The album takes family as its central theme with songs that express the perspectives of a range of characters.
The album seems destined to be, if nothing else, the weirdest debut of the year.
The album boasts a few moments of exploration but seems more staid in its ambitions.
The double album speaks to the hyper-distracted way we live today.
The album is autumnal in its resignation to death as a necessary part of life.
The album is a piece of blood-spattered Americana, a haunted-house version of the fabled American dream.
The group’s fourth album occasionally threatens to collapse beneath the weight of its overstuffed songs.
The album is a portrait of the band’s skills as musicians, a document of a group hitting its stride.
The band’s 11th album doesn’t break the mold, though its sound is a bit more pared down.
The album embraces nostalgia, even if it sometimes feels like that’s all it does.
The third album by Pixies 2.0 doesn’t do much to burnish the band’s legacy.
The album questions the notion that competition is essential to human progress.
At its best, the country supergroup’s debut employs personal stories to engage larger societal themes.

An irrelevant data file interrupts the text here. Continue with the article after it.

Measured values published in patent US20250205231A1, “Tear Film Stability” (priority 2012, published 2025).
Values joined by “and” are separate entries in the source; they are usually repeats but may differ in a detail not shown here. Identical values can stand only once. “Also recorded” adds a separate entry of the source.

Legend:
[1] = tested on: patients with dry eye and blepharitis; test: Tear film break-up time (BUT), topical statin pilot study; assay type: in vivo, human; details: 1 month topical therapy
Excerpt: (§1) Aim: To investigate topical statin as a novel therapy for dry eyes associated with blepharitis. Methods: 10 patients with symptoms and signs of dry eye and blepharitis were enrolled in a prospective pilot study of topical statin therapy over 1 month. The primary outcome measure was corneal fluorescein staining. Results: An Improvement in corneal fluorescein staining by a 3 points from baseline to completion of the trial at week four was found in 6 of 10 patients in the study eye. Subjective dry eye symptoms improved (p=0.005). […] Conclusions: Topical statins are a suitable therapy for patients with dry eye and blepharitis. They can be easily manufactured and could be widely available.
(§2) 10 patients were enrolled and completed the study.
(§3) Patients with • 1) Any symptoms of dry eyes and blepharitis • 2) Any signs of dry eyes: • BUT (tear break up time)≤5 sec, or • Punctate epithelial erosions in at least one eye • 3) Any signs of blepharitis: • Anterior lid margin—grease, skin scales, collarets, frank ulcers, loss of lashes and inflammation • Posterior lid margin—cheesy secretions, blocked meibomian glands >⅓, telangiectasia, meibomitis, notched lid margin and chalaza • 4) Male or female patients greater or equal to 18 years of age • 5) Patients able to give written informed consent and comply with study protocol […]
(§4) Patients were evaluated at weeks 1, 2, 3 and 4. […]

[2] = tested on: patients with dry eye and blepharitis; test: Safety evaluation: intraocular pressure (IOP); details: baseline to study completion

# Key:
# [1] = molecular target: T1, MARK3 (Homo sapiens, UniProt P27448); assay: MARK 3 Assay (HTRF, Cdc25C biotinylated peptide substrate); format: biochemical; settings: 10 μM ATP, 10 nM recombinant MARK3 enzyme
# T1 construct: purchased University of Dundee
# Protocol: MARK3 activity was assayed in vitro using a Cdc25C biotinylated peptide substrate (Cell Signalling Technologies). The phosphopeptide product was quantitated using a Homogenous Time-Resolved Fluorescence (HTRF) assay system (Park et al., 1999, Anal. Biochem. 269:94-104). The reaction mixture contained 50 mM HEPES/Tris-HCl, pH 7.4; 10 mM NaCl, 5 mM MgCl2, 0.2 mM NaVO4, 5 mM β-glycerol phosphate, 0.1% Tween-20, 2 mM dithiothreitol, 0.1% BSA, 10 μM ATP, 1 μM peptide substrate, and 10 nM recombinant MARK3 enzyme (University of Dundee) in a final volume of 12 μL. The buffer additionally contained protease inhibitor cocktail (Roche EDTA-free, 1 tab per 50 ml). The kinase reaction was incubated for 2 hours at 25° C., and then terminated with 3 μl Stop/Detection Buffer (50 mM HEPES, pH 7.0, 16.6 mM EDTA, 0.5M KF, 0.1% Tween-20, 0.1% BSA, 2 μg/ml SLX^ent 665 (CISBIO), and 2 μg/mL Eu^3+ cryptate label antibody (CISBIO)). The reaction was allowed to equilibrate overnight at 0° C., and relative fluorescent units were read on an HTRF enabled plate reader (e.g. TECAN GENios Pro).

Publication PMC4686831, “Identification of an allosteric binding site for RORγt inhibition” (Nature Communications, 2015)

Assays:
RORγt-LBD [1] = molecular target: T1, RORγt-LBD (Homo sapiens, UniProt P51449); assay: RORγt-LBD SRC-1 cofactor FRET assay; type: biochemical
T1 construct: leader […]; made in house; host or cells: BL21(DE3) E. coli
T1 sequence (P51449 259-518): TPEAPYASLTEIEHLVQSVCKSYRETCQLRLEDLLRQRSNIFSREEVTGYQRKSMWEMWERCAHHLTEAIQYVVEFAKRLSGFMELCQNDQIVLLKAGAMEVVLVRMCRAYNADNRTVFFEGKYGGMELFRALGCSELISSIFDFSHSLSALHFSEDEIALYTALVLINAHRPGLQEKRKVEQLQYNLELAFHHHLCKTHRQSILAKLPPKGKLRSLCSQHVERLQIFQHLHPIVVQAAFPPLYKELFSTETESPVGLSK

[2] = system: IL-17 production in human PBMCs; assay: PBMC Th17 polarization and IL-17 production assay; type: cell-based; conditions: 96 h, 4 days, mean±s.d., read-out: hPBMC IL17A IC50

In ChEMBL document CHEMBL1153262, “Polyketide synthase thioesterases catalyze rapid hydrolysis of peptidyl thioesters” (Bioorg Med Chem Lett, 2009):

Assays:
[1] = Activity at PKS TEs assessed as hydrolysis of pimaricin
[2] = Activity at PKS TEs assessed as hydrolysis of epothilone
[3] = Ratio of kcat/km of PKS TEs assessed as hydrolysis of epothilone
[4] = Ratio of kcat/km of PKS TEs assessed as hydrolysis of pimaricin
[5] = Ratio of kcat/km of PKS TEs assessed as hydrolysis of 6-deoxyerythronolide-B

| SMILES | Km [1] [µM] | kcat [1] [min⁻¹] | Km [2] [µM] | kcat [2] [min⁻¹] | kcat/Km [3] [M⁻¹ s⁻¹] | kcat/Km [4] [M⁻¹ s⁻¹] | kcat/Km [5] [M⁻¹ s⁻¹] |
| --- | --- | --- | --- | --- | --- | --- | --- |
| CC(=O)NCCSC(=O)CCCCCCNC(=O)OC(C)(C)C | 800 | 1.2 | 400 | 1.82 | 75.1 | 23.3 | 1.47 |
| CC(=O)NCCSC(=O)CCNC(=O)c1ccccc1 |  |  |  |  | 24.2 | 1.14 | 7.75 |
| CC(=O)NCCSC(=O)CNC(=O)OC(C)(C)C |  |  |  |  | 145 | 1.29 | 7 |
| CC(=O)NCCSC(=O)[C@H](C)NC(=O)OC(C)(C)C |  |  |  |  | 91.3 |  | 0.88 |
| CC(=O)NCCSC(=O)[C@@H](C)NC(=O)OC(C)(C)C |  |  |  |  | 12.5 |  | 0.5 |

The singer-songwriter balances the musical warmth of her bedroom-pop influences with some heavy emotional stakes.
The album finds Justin Vernon creeping into an autumnal melancholy and turning his gaze back toward winter.
The album’s pop and synth elements mark a radical departure for the seminal rock band.
The album harnesses the band’s infectious enthusiasm for their material to make the familiar sound new again.
The album expands the singer’s sound while holding onto the maximalist streak that makes his work so compelling.
The singer-songwriter opts to spend the entirety of the album strenuously avoiding his strengths.
The album’s juxtaposition of lyrical techno-dread with austere, ghostly electronic music is satisfyingly unsettling.